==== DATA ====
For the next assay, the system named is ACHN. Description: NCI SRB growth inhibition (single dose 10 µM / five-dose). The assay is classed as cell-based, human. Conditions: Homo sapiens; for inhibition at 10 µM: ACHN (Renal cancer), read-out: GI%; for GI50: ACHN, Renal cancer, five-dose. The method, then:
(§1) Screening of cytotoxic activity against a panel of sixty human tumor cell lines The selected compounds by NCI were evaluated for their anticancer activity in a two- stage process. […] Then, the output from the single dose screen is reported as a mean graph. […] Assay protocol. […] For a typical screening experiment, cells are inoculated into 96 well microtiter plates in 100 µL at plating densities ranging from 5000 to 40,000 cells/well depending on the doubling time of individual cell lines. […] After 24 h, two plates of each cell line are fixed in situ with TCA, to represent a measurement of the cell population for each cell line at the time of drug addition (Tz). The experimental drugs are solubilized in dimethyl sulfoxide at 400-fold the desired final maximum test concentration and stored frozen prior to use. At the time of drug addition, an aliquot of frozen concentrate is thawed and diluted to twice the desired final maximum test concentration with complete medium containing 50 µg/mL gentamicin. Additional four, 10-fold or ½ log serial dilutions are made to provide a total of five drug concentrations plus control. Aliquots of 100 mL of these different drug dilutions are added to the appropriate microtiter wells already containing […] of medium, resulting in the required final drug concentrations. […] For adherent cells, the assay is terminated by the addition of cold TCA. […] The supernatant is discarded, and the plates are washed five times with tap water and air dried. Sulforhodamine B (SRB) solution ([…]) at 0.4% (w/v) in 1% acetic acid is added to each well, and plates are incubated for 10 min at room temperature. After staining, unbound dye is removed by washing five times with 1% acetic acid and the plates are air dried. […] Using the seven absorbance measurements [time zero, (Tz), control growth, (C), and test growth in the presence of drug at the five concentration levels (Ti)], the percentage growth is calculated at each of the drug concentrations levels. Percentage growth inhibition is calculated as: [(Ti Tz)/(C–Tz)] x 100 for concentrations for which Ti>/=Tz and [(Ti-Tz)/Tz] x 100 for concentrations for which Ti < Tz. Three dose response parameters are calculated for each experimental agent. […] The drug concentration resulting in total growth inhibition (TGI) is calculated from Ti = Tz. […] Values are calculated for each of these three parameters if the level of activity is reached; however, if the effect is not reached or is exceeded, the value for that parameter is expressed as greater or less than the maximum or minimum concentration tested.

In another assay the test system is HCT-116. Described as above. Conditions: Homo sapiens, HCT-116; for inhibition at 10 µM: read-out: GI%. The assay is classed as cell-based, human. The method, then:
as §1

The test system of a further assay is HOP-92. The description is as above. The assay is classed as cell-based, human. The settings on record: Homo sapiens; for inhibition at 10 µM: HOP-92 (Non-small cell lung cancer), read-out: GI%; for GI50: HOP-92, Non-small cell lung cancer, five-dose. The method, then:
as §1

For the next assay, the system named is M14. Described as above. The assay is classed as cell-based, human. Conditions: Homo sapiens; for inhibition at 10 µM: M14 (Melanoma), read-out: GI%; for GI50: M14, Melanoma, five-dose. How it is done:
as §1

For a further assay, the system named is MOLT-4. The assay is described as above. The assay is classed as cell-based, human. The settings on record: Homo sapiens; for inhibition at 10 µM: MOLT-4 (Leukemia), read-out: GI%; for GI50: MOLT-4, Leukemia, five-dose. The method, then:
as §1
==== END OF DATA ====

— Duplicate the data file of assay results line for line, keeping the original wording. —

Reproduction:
For the next assay, the system named is ACHN. Description: NCI SRB growth inhibition (single dose 10 µM / five-dose). The assay is classed as cell-based, human. Conditions: Homo sapiens; for inhibition at 10 µM: ACHN (Renal cancer), read-out: GI%; for GI50: ACHN, Renal cancer, five-dose. The method, then:
(§1) Screening of cytotoxic activity against a panel of sixty human tumor cell lines The selected compounds by NCI were evaluated for their anticancer activity in a two- stage process. […] Then, the output from the single dose screen is reported as a mean graph. […] Assay protocol. […] For a typical screening experiment, cells are inoculated into 96 well microtiter plates in 100 µL at plating densities ranging from 5000 to 40,000 cells/well depending on the doubling time of individual cell lines. […] After 24 h, two plates of each cell line are fixed in situ with TCA, to represent a measurement of the cell population for each cell line at the time of drug addition (Tz). The experimental drugs are solubilized in dimethyl sulfoxide at 400-fold the desired final maximum test concentration and stored frozen prior to use. At the time of drug addition, an aliquot of frozen concentrate is thawed and diluted to twice the desired final maximum test concentration with complete medium containing 50 µg/mL gentamicin. Additional four, 10-fold or ½ log serial dilutions are made to provide a total of five drug concentrations plus control. Aliquots of 100 mL of these different drug dilutions are added to the appropriate microtiter wells already containing […] of medium, resulting in the required final drug concentrations. […] For adherent cells, the assay is terminated by the addition of cold TCA. […] The supernatant is discarded, and the plates are washed five times with tap water and air dried. Sulforhodamine B (SRB) solution ([…]) at 0.4% (w/v) in 1% acetic acid is added to each well, and plates are incubated for 10 min at room temperature. After staining, unbound dye is removed by washing five times with 1% acetic acid and the plates are air dried. […] Using the seven absorbance measurements [time zero, (Tz), control growth, (C), and test growth in the presence of drug at the five concentration levels (Ti)], the percentage growth is calculated at each of the drug concentrations levels. Percentage growth inhibition is calculated as: [(Ti Tz)/(C–Tz)] x 100 for concentrations for which Ti>/=Tz and [(Ti-Tz)/Tz] x 100 for concentrations for which Ti < Tz. Three dose response parameters are calculated for each experimental agent. […] The drug concentration resulting in total growth inhibition (TGI) is calculated from Ti = Tz. […] Values are calculated for each of these three parameters if the level of activity is reached; however, if the effect is not reached or is exceeded, the value for that parameter is expressed as greater or less than the maximum or minimum concentration tested.

In another assay the test system is HCT-116. Described as above. Conditions: Homo sapiens, HCT-116; for inhibition at 10 µM: read-out: GI%. The assay is classed as cell-based, human. The method, then:
as §1

The test system of a further assay is HOP-92. The description is as above. The assay is classed as cell-based, human. The settings on record: Homo sapiens; for inhibition at 10 µM: HOP-92 (Non-small cell lung cancer), read-out: GI%; for GI50: HOP-92, Non-small cell lung cancer, five-dose. The method, then:
as §1

For the next assay, the system named is M14. Described as above. The assay is classed as cell-based, human. Conditions: Homo sapiens; for inhibition at 10 µM: M14 (Melanoma), read-out: GI%; for GI50: M14, Melanoma, five-dose. How it is done:
as §1

For a further assay, the system named is MOLT-4. The assay is described as above. The assay is classed as cell-based, human. The settings on record: Homo sapiens; for inhibition at 10 µM: MOLT-4 (Leukemia), read-out: GI%; for GI50: MOLT-4, Leukemia, five-dose. The method, then:
as §1